Let us first take up the question whether Buddhism teaches the survival of the individual soul after the death of the body, or, as several modern writers have affirmed, its non-existence as an entity apart from the activity of the senses. It seems odd that these inquirers should prefer to go on in reliance on a few phrases culled from the enormous mass of Buddhist books, rather than begin by seeking the living testimony of [Page 5] Buddhist authorities. Sumangala, the High Priest of Ceylon as he is generally called, and one of the foremost, certainly, if not, as I understand, the foremost Buddhist dignitary of the Southern Church, has within the last few years formally sanctioned a Buddhist Catechism, in use now throughout the native schools of Ceylon. His certificate declares that he has " carefully examined " it, and that it is in agreement with the canon of the Southern Church. The first question in this Catechism which touches the point at issue is this: — "What causes us to be reborn?" And the answer is: — "The unsatisfied desire for things that belong to the state of individual existence in the material world". Hasty critics of Buddhism are constantly stumbling over phrases which recognise the escape from the necessity of such rebirth as desirable, and interpreting them to mean that annihilation of individual consciousness is the good aimed at. It is only the desire for individual existence in the material world that is reproved. Nowhere will Buddhism be found to contemplate such extinction in spiritual life as a desirable result. The texts which are supposed to contemplate such extinction in Nirvana have reference really to the enlargement of consciousness acquired by what we call the soul in the remote futurity of its spiritual evolution. That in Nirvana consciousness transcends the limitations of individuality is undoubtedly held to be the case by Buddhists, but it is held also that between this life and Nirvana there are many gradations of spiritual existence, in the earlier of which individuality is no more forfeited than the identity of a man who moves from one house to another.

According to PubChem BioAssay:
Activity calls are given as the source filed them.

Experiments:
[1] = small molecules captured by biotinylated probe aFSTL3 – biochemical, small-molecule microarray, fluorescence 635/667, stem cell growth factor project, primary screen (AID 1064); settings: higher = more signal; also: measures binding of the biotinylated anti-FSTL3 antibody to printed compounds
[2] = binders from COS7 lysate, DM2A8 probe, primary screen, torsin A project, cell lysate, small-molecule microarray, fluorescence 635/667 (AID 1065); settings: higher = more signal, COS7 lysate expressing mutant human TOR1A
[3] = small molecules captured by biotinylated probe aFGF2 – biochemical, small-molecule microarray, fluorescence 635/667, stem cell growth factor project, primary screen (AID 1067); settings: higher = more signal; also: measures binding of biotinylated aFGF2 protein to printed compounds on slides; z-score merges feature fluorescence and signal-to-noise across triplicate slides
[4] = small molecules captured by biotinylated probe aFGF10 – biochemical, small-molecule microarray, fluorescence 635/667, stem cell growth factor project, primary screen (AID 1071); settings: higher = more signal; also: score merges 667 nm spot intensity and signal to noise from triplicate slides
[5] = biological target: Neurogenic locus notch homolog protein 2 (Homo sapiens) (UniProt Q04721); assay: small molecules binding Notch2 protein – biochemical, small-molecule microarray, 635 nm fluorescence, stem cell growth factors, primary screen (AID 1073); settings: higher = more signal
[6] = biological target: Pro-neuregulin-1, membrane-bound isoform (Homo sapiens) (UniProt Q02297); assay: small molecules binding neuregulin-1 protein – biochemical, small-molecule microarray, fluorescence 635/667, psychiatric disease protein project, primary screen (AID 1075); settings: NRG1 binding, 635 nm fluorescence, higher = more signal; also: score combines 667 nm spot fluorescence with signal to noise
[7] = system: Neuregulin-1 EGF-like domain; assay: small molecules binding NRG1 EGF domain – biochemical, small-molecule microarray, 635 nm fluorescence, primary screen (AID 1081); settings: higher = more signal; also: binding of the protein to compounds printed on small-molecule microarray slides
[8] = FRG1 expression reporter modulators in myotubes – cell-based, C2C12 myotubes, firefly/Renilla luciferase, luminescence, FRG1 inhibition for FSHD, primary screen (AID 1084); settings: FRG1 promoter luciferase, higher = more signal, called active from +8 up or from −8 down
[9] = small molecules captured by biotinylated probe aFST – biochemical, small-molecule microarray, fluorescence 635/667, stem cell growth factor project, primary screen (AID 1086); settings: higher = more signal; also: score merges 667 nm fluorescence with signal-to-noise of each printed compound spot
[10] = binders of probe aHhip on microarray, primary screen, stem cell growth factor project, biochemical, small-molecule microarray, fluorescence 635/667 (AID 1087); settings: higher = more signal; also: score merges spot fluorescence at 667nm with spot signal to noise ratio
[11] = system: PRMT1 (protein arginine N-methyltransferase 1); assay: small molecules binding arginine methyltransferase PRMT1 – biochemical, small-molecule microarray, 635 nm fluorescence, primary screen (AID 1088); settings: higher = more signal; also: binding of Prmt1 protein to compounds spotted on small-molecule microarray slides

Reference to these spiritual conditions of existence is suppressed — not denied — in popular Buddhism. The rebirth on earth is chiefly insisted upon, and the identity of the individual, as we understand identity, through successive rebirths is plainly asserted. In the formula just quoted, for instance, it will be seen that the statement does not contemplate the birth at future periods of some other beings different from ourselves, who are to be the consequences of the "Karma" we have developed, as Dr. Rhys Davids interprets the doctrine, but unequivocally goes on to explain that "our" merit or demerit controls the state and condition in which "we" shall be reborn — also that "Buddhists do not believe one life long enough for the reward or punishment of a man's deeds during that period". Here surely we have a recognition of identity running through the successive rebirths referred to, and that alone should be admitted as incompatible with the theory that Buddhism teaches the annihilation of the soul.